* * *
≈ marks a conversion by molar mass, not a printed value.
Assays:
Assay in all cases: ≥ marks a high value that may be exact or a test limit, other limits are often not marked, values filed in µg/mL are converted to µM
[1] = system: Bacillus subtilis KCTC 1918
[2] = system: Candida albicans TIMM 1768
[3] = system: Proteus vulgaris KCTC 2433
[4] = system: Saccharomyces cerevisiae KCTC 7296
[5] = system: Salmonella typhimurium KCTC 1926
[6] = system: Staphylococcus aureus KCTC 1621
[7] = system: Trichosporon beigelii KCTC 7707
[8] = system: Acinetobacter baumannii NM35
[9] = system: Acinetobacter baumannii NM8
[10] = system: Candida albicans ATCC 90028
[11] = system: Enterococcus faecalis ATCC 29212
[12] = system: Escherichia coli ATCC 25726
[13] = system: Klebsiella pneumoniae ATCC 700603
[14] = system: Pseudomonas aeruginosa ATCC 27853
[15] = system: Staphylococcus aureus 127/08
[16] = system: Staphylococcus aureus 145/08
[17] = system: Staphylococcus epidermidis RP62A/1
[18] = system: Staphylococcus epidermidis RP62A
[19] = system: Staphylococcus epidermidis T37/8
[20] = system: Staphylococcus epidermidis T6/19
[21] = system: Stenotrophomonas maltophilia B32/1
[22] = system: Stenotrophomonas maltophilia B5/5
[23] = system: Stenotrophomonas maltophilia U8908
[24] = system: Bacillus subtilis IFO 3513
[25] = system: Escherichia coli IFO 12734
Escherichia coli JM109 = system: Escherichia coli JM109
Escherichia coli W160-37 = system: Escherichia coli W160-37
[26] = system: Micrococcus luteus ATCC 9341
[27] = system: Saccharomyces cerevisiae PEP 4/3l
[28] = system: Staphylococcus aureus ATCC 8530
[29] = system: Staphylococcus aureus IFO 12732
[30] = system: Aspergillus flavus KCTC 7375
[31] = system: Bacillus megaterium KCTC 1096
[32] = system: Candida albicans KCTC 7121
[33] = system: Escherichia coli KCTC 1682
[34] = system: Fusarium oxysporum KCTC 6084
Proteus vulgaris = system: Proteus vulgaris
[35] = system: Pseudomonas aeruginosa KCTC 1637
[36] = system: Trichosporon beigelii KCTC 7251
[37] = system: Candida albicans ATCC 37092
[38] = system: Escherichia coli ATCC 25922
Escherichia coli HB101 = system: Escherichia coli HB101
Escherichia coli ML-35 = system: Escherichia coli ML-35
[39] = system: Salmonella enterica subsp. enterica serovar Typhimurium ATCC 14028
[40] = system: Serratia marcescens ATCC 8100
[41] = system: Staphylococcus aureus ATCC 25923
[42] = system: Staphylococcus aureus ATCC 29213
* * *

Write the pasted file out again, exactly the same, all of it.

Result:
≈ marks a conversion by molar mass, not a printed value.
Assays:
Assay in all cases: ≥ marks a high value that may be exact or a test limit, other limits are often not marked, values filed in µg/mL are converted to µM
[1] = system: Bacillus subtilis KCTC 1918
[2] = system: Candida albicans TIMM 1768
[3] = system: Proteus vulgaris KCTC 2433
[4] = system: Saccharomyces cerevisiae KCTC 7296
[5] = system: Salmonella typhimurium KCTC 1926
[6] = system: Staphylococcus aureus KCTC 1621
[7] = system: Trichosporon beigelii KCTC 7707
[8] = system: Acinetobacter baumannii NM35
[9] = system: Acinetobacter baumannii NM8
[10] = system: Candida albicans ATCC 90028
[11] = system: Enterococcus faecalis ATCC 29212
[12] = system: Escherichia coli ATCC 25726
[13] = system: Klebsiella pneumoniae ATCC 700603
[14] = system: Pseudomonas aeruginosa ATCC 27853
[15] = system: Staphylococcus aureus 127/08
[16] = system: Staphylococcus aureus 145/08
[17] = system: Staphylococcus epidermidis RP62A/1
[18] = system: Staphylococcus epidermidis RP62A
[19] = system: Staphylococcus epidermidis T37/8
[20] = system: Staphylococcus epidermidis T6/19
[21] = system: Stenotrophomonas maltophilia B32/1
[22] = system: Stenotrophomonas maltophilia B5/5
[23] = system: Stenotrophomonas maltophilia U8908
[24] = system: Bacillus subtilis IFO 3513
[25] = system: Escherichia coli IFO 12734
Escherichia coli JM109 = system: Escherichia coli JM109
Escherichia coli W160-37 = system: Escherichia coli W160-37
[26] = system: Micrococcus luteus ATCC 9341
[27] = system: Saccharomyces cerevisiae PEP 4/3l
[28] = system: Staphylococcus aureus ATCC 8530
[29] = system: Staphylococcus aureus IFO 12732
[30] = system: Aspergillus flavus KCTC 7375
[31] = system: Bacillus megaterium KCTC 1096
[32] = system: Candida albicans KCTC 7121
[33] = system: Escherichia coli KCTC 1682
[34] = system: Fusarium oxysporum KCTC 6084
Proteus vulgaris = system: Proteus vulgaris
[35] = system: Pseudomonas aeruginosa KCTC 1637
[36] = system: Trichosporon beigelii KCTC 7251
[37] = system: Candida albicans ATCC 37092
[38] = system: Escherichia coli ATCC 25922
Escherichia coli HB101 = system: Escherichia coli HB101
Escherichia coli ML-35 = system: Escherichia coli ML-35
[39] = system: Salmonella enterica subsp. enterica serovar Typhimurium ATCC 14028
[40] = system: Serratia marcescens ATCC 8100
[41] = system: Staphylococcus aureus ATCC 25923
[42] = system: Staphylococcus aureus ATCC 29213